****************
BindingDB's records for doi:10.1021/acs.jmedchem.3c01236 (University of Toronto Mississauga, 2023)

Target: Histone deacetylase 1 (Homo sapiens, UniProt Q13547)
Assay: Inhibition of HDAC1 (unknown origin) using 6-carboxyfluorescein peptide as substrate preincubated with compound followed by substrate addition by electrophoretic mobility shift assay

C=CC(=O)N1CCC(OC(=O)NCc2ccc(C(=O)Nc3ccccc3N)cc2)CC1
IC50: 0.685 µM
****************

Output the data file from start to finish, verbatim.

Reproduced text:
BindingDB's records for doi:10.1021/acs.jmedchem.3c01236 (University of Toronto Mississauga, 2023)

Target: Histone deacetylase 1 (Homo sapiens, UniProt Q13547)
Assay: Inhibition of HDAC1 (unknown origin) using 6-carboxyfluorescein peptide as substrate preincubated with compound followed by substrate addition by electrophoretic mobility shift assay

C=CC(=O)N1CCC(OC(=O)NCc2ccc(C(=O)Nc3ccccc3N)cc2)CC1
IC50: 0.685 µM